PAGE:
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Nanosolar touts 1 gigawatt solar cell machine

Nanosolar's production machine can turn out 100 feet of cells per minute, making it more cost-effective than existing manufacturing techniques, the company claims.

Upstart Nanosolar says that it has built the Ferrari of solar cell manufacturing: a one gigawatt machine that prints solar cells at 100 feet per minute.

In the company blog, CEO Martin Roscheisen on Wednesday said that the one gigawatt machine is a first for the solar industry, orders of magnitude more "capital efficient" than existing production techniques.

Nanosolar is one of several companies betting on CIGS (copper indium gallium selenide) to lower the price of solar electricity. Compared to traditional silicon, CIGS cells don't require nearly as much material.

Roscheisen said that the secret to Nanosolar technology is that cells are literally printed from a liquid. From his blog:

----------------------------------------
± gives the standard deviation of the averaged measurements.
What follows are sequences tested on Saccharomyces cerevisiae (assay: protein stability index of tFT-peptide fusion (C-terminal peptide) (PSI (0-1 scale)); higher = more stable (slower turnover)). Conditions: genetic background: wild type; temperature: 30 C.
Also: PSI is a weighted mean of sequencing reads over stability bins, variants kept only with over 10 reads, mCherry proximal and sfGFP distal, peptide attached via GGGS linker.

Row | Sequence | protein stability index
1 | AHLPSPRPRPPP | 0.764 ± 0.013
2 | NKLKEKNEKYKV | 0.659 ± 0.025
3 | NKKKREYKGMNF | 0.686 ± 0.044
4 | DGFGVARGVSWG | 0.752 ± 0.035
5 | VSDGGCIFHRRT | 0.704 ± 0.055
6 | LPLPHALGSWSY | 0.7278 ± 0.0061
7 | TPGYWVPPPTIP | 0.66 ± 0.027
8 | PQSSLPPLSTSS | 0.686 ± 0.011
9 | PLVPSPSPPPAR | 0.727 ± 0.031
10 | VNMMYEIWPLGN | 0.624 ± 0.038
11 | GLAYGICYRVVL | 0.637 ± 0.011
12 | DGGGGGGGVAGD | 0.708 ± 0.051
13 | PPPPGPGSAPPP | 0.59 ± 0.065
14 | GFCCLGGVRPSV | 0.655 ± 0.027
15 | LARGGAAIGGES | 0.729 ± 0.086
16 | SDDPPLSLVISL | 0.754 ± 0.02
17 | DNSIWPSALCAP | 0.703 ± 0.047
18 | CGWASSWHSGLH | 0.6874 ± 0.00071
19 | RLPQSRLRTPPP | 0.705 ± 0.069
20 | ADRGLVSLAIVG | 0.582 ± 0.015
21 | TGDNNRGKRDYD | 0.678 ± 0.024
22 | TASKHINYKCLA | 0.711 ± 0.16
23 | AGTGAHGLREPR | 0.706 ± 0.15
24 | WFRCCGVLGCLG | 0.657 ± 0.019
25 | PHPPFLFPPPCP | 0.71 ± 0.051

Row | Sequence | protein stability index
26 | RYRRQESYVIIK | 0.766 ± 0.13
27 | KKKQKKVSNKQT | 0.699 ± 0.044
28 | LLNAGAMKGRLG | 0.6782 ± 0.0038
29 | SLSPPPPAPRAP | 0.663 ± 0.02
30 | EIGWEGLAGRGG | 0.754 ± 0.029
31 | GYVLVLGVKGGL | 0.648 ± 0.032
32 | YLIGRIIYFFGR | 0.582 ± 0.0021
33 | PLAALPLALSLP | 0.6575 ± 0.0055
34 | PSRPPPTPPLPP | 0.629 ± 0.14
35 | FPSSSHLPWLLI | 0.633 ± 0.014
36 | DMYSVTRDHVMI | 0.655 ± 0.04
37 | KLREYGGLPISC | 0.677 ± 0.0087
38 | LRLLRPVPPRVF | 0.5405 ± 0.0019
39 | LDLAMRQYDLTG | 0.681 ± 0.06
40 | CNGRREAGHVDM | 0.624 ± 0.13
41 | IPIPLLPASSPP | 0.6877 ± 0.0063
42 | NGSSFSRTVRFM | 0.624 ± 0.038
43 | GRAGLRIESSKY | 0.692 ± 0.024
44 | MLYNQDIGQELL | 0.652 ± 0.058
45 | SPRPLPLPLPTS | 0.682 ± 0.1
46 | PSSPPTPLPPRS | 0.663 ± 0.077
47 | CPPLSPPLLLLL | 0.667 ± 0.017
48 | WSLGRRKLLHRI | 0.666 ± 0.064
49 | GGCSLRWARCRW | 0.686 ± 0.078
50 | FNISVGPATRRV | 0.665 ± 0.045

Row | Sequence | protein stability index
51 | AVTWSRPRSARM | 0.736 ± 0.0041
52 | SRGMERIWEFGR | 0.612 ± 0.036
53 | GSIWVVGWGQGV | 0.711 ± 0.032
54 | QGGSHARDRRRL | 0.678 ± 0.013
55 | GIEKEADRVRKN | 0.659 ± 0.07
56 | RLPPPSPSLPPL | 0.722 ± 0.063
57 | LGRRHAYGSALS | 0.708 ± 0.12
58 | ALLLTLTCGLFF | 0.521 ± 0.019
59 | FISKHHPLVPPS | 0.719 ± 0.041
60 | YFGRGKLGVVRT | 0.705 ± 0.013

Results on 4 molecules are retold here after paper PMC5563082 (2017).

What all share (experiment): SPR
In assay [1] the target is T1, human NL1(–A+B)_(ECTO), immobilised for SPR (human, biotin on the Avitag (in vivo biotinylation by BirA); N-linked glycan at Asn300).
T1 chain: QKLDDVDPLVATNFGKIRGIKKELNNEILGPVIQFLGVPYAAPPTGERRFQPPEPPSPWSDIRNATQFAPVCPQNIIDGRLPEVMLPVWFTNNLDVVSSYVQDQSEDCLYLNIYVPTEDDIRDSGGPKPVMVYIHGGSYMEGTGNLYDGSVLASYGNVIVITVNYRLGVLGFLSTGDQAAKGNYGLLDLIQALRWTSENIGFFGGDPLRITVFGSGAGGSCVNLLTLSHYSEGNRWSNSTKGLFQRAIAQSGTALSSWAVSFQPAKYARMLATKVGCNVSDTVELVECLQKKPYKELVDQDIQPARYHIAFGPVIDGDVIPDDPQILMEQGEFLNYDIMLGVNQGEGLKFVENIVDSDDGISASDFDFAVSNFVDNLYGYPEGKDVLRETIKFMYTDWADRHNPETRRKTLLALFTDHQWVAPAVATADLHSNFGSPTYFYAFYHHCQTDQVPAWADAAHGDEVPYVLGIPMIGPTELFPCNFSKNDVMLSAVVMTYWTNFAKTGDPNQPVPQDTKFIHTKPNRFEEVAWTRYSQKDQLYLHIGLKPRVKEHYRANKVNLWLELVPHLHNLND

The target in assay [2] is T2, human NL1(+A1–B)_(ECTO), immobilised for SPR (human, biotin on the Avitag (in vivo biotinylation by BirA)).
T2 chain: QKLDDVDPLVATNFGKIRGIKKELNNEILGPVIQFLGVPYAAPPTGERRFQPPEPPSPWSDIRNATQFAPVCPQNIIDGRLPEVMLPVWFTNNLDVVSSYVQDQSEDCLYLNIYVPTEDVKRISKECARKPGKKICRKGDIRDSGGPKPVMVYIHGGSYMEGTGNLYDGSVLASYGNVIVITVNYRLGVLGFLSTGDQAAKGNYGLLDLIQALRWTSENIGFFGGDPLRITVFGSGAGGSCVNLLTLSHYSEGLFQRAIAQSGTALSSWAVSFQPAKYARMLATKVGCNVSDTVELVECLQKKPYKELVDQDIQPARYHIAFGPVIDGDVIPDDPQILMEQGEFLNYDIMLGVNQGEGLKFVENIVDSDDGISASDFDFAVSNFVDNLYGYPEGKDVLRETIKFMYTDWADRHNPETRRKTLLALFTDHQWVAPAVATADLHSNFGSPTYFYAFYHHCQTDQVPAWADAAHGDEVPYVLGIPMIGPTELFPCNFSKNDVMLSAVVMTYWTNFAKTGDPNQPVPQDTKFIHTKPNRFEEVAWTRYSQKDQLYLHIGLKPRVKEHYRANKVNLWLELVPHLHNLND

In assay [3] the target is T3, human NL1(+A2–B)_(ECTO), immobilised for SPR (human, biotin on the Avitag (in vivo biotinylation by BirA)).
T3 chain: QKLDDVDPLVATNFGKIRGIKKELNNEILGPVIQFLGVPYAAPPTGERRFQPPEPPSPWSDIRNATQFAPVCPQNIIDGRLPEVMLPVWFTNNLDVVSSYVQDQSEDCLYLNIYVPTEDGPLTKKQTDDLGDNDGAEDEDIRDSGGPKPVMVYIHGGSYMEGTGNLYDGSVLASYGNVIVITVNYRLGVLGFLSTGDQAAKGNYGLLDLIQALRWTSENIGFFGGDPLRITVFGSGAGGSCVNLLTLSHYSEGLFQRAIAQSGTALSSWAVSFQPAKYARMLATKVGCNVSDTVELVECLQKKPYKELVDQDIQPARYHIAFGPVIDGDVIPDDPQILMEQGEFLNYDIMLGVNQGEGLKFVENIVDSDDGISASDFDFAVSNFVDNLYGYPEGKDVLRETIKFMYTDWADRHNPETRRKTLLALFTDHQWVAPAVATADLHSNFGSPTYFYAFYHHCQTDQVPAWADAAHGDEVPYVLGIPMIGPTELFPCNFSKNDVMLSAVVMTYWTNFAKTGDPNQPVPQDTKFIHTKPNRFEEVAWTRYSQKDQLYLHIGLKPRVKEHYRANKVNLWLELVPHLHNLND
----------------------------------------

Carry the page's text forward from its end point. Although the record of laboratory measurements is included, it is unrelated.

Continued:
"Most production tools in the solar industry tend to have 10-30MW in annual production capacity. How is it possible to have a single tool with Gigawatt throughput?

"This feat is fundamentally enabled through the proprietary nanoparticle ink we have invested so many years developing. It allows us to deliver efficient solar cells (presently up to more than 14 percent) that are simply printed," he wrote.

Nanosolar started manufacturing late last year and said that its first cells were destined for a solar park in eastern Germany.

Speed, as well as cell efficiency, are the name of the game when it comes to being competitive.Traditional CIGS manufacturing processes are done in vacuum chambers and are slower.

Companies like Nanosolar, Miasole, HelioVolt--and now IBM--are developing processes more cost-effective manufacturing techniques to undercut existing technologies.